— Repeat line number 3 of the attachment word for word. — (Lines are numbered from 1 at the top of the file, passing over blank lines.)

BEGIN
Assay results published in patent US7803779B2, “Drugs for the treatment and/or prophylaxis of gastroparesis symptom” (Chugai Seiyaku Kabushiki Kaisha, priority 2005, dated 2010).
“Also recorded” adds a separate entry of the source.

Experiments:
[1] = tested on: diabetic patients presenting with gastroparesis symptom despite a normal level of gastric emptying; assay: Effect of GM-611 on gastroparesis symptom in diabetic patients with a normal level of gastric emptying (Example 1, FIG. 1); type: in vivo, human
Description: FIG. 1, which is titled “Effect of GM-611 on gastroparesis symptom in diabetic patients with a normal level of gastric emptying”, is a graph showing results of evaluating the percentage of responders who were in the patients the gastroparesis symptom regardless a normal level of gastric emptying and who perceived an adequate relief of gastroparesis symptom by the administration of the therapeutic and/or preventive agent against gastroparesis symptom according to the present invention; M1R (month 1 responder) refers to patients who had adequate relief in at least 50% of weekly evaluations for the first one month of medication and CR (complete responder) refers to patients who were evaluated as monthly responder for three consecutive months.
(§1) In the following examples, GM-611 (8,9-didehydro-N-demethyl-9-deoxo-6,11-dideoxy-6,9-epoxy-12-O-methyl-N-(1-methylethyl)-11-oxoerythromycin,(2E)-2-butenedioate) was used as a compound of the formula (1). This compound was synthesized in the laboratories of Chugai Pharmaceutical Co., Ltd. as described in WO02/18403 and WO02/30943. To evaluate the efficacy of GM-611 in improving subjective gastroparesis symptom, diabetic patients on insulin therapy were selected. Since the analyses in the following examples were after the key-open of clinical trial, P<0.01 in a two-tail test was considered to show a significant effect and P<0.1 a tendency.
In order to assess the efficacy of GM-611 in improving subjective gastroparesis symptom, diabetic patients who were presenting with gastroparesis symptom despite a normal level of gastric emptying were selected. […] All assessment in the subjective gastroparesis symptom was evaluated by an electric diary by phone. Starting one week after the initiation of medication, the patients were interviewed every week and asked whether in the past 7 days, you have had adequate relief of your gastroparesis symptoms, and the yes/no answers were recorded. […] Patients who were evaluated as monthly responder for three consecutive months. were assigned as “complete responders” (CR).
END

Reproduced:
Experiments: